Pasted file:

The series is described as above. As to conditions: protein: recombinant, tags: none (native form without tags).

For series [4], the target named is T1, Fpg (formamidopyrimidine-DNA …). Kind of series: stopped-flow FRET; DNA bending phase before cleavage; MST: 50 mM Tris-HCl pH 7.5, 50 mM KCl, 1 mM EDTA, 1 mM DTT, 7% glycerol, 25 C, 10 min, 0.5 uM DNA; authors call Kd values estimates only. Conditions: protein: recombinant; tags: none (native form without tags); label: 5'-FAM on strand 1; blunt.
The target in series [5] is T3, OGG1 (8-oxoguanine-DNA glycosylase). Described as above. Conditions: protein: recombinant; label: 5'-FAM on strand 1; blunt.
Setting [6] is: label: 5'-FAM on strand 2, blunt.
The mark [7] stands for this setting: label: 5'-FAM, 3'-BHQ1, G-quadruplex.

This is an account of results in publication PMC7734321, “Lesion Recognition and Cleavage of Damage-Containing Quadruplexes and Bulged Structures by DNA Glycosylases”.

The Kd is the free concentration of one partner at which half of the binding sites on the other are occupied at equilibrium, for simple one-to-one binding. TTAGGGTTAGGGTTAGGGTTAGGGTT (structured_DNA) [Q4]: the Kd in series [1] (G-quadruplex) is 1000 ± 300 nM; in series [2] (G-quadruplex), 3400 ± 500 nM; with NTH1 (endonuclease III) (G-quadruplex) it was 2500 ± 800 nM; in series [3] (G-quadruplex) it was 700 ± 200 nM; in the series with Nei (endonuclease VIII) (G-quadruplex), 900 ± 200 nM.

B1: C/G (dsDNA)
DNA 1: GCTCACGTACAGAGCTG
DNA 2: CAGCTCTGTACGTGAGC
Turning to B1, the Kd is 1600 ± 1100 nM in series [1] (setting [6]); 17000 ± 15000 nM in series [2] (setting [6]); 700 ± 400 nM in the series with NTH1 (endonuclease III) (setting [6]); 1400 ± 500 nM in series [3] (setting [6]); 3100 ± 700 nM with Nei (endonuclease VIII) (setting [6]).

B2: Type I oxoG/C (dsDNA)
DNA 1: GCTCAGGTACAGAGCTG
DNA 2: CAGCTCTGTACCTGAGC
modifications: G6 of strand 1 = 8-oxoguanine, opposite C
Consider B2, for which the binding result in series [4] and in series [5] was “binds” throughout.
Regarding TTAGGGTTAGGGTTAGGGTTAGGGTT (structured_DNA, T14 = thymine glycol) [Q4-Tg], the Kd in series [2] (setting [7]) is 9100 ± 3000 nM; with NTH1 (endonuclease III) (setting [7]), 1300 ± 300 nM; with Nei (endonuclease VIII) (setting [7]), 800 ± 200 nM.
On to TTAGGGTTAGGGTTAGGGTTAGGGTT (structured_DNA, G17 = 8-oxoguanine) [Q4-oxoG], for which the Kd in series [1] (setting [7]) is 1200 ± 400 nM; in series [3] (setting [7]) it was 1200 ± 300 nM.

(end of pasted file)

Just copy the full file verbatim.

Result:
The series is described as above. As to conditions: protein: recombinant, tags: none (native form without tags).

For series [4], the target named is T1, Fpg (formamidopyrimidine-DNA …). Kind of series: stopped-flow FRET; DNA bending phase before cleavage; MST: 50 mM Tris-HCl pH 7.5, 50 mM KCl, 1 mM EDTA, 1 mM DTT, 7% glycerol, 25 C, 10 min, 0.5 uM DNA; authors call Kd values estimates only. Conditions: protein: recombinant; tags: none (native form without tags); label: 5'-FAM on strand 1; blunt.
The target in series [5] is T3, OGG1 (8-oxoguanine-DNA glycosylase). Described as above. Conditions: protein: recombinant; label: 5'-FAM on strand 1; blunt.
Setting [6] is: label: 5'-FAM on strand 2, blunt.
The mark [7] stands for this setting: label: 5'-FAM, 3'-BHQ1, G-quadruplex.

This is an account of results in publication PMC7734321, “Lesion Recognition and Cleavage of Damage-Containing Quadruplexes and Bulged Structures by DNA Glycosylases”.

The Kd is the free concentration of one partner at which half of the binding sites on the other are occupied at equilibrium, for simple one-to-one binding. TTAGGGTTAGGGTTAGGGTTAGGGTT (structured_DNA) [Q4]: the Kd in series [1] (G-quadruplex) is 1000 ± 300 nM; in series [2] (G-quadruplex), 3400 ± 500 nM; with NTH1 (endonuclease III) (G-quadruplex) it was 2500 ± 800 nM; in series [3] (G-quadruplex) it was 700 ± 200 nM; in the series with Nei (endonuclease VIII) (G-quadruplex), 900 ± 200 nM.

B1: C/G (dsDNA)
DNA 1: GCTCACGTACAGAGCTG
DNA 2: CAGCTCTGTACGTGAGC
Turning to B1, the Kd is 1600 ± 1100 nM in series [1] (setting [6]); 17000 ± 15000 nM in series [2] (setting [6]); 700 ± 400 nM in the series with NTH1 (endonuclease III) (setting [6]); 1400 ± 500 nM in series [3] (setting [6]); 3100 ± 700 nM with Nei (endonuclease VIII) (setting [6]).

B2: Type I oxoG/C (dsDNA)
DNA 1: GCTCAGGTACAGAGCTG
DNA 2: CAGCTCTGTACCTGAGC
modifications: G6 of strand 1 = 8-oxoguanine, opposite C
Consider B2, for which the binding result in series [4] and in series [5] was “binds” throughout.
Regarding TTAGGGTTAGGGTTAGGGTTAGGGTT (structured_DNA, T14 = thymine glycol) [Q4-Tg], the Kd in series [2] (setting [7]) is 9100 ± 3000 nM; with NTH1 (endonuclease III) (setting [7]), 1300 ± 300 nM; with Nei (endonuclease VIII) (setting [7]), 800 ± 200 nM.
On to TTAGGGTTAGGGTTAGGGTTAGGGTT (structured_DNA, G17 = 8-oxoguanine) [Q4-oxoG], for which the Kd in series [1] (setting [7]) is 1200 ± 400 nM; in series [3] (setting [7]) it was 1200 ± 300 nM.